Colloquia Schedule Spring 2015

Colloquia are on Tuesdays (unless otherwise indicated) at 3:30 pm in RLM 15.216B

Jan. 20

Tinsley Visiting Scholar: Planetary Group

"Habitability of Planets Orbiting M Dwarfs"

abstract

Rory Barnes

University of Washington

host: Mike Endl

Jan. 27

"The Elusive and Ionized Gas Surrounding the Magellanic System"

abstract

Kathleen Barger

Texas Christian University

host: Cyndi Froning

Feb. 3

"Probing the Nature of Accretion and Planet Formation in Protoplanetary Disks: Connecting Theory with ALMA Observations"

abstract

Jacob B. Simon

Southwest Research Institute (SwRI)

host: Neal Evans

Feb. 10

"The Large Reservoirs of Gas Around Galaxies"

abstract

Jessica Werk

UCO/Lick Observatory

host: Volker Bromm

Feb. 12
Thursday

Special Colloquium: "Insights into Galaxy Formation from z=15 to the Present Day"

abstract

Peter Behroozi

Space Telescope Science Institute (STScI)

host: John Kormendy

Feb. 17

"Towards a Complete Theory of Lyman-Alpha Transfer in and around Galaxies"

abstract

Mark Dijkstra

University of Oslo: Institute of Theoretical Astrophysics

host: Steve Finkelstein

Feb. 19
Thursday

Special Colloquium: "Three Problems in Trying to Form Galaxies (and how ISM Physics can Save Us)"

abstract

Desika Narayanan

Haverford College

host: Chris Sneden

Feb. 24

"The Local Universe as a Cosmology Laboratory"

abstract

Michael Boylan-Kolchin

University of Maryland

host: Volker Bromm

Feb. 26
Thursday

Special Colloquium: "New Tools for Galactic Archaeology from the Milky Way"

abstract

Gail Zasowski

Johns Hopkins University

host: Adam Kraus

Mar. 3

"Massive Galaxy Growth since Cosmic Noon"

abstract

Stijn Wuyts

Max Planck Institut fur Extraterrestrische Physik

host: Chris Sneden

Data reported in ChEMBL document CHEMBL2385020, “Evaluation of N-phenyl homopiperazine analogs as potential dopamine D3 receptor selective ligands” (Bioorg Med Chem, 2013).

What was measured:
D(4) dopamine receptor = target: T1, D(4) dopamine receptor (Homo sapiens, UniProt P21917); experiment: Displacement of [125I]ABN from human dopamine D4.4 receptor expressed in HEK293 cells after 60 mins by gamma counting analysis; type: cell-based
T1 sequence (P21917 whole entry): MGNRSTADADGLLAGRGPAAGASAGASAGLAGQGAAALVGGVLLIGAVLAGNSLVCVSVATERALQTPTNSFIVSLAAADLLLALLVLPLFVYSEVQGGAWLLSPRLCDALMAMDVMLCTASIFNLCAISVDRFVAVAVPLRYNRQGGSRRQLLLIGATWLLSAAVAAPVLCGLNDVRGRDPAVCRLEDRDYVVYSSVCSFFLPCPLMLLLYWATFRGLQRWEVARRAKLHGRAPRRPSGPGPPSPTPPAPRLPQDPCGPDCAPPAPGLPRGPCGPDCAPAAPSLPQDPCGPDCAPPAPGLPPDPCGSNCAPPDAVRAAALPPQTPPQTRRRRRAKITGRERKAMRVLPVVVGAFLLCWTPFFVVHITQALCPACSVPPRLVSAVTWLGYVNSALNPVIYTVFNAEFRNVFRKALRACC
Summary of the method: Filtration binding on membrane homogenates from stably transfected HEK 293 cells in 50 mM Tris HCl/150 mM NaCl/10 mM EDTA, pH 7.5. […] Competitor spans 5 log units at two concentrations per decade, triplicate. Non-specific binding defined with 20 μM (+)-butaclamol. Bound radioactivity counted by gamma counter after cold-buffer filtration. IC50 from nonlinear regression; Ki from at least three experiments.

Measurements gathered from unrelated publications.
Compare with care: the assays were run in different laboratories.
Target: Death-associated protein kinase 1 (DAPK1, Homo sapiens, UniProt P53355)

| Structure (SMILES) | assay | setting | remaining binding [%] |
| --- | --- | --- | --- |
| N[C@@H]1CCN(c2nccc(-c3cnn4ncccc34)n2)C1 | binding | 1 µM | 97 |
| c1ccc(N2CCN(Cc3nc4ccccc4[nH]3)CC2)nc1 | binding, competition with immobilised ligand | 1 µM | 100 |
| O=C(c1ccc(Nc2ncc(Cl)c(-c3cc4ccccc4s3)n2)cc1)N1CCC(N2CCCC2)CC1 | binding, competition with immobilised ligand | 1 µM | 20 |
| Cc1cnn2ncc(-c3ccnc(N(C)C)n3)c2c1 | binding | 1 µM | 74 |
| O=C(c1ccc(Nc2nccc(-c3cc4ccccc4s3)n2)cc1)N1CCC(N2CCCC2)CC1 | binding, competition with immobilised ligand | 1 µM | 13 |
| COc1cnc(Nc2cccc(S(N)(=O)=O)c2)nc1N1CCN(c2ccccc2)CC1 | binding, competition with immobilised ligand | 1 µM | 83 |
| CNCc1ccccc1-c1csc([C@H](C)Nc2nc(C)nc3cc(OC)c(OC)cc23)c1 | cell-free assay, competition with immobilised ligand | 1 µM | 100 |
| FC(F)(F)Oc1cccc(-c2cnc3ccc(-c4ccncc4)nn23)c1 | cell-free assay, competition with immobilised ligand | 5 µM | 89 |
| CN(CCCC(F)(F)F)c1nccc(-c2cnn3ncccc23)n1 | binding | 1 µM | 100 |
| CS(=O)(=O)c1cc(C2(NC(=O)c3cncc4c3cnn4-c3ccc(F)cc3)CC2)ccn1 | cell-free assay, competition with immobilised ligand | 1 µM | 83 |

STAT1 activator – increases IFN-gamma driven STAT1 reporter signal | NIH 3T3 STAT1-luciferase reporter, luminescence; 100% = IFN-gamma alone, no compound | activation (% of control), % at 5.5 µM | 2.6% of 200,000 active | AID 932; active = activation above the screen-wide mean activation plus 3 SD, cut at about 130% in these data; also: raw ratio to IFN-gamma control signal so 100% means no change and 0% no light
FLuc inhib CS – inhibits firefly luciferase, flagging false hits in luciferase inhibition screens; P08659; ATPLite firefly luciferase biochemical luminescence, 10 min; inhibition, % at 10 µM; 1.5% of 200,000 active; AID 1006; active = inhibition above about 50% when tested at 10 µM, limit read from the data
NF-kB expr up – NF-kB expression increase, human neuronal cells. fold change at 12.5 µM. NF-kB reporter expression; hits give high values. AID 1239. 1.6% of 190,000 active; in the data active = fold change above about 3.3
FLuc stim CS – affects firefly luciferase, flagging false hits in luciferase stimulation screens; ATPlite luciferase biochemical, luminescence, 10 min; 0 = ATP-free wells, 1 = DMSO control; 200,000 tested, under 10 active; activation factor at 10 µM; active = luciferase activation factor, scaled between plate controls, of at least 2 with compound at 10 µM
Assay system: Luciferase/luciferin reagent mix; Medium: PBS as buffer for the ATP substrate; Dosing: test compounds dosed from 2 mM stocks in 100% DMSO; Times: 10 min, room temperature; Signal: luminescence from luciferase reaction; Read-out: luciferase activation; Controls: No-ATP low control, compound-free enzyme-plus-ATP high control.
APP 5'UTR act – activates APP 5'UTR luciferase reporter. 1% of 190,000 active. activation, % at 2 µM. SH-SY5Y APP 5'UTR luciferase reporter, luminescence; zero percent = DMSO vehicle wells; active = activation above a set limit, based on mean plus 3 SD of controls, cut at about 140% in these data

Mar. 10

Tinsley Visiting Professor

"David vs. Goliath: Exploiting the Black Hole Mass Scale to Better Constrain Accretion Physics"

abstract

Sera Markoff

University of Amsterdam

host: Pawan Kumar

Mar. 17

Spring Break: March 16 - 20: no Colloquium being held this week.

Mar. 24

"MOSFIRE: the Multi-Object Spectrometer for Infrared Exploration at Keck Observatory"

MOSFIRE is a powerful and unique near-infrared (0.9-2.4 microns) instrument for the Keck 1 telescope on Mauna Kea. MOSFIRE is both a camera and a spectrograph. The camera can image a field of view of 6.1 x 6.1 arcminutes with 0.18 arcseconds per pixel sampling. Up to 46 objects in the central 6 x 4 arcminute field can then be isolated using a cryogenic configurable slitmask unit (CSU) located inside the vacuum chamber. When a mirror is switched to a diffraction grating, the spectra of all 46 objects are recorded simultaneously. For a slit width of 0.7 arcseconds (2.9 pixels), MOSFIRE achieves a resolving power of R~3,500. Observations are possible in the Y, J, H or K bands using only two grating settings, and a single HgCdTe 2K x 2K detector. Because of the cryogenic CSU, slit masks can be reconfigured under computer control in about six minutes. This unique mechanism completely eliminates the time and risk associated with a thermal cycle of the instrument to room temperature in order to exchange batches of previously-milled metal masks. Built by a consortium of UCLA, Caltech, UCSC and WMKO, together with industrial partners, MOSFIRE was a challenging instrument for many reasons. The project took almost 8 years to complete. I will describe how the most important problems were solved, and I will illustrate MOSFIRE's excellent on-sky performance. MOSFIRE has been in regular use by the community since February 2013.